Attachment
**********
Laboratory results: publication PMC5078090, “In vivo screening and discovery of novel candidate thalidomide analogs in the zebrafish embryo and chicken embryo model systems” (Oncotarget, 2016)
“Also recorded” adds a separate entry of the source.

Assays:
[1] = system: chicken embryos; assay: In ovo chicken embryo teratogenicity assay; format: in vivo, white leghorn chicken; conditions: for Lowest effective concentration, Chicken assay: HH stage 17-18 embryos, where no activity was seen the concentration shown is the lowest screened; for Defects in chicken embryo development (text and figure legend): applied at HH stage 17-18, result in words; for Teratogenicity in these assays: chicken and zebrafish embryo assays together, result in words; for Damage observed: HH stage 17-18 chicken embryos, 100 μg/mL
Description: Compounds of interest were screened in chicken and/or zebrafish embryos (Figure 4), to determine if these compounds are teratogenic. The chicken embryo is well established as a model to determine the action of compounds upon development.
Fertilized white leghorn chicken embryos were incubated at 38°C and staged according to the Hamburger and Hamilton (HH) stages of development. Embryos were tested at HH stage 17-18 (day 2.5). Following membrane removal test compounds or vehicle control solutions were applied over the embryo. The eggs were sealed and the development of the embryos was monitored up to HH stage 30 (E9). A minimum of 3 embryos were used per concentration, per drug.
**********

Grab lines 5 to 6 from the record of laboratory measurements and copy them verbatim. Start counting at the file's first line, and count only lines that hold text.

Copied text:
Description: Compounds of interest were screened in chicken and/or zebrafish embryos (Figure 4), to determine if these compounds are teratogenic. The chicken embryo is well established as a model to determine the action of compounds upon development.
Fertilized white leghorn chicken embryos were incubated at 38°C and staged according to the Hamburger and Hamilton (HH) stages of development. Embryos were tested at HH stage 17-18 (day 2.5). Following membrane removal test compounds or vehicle control solutions were applied over the embryo. The eggs were sealed and the development of the embryos was monitored up to HH stage 30 (E9). A minimum of 3 embryos were used per concentration, per drug.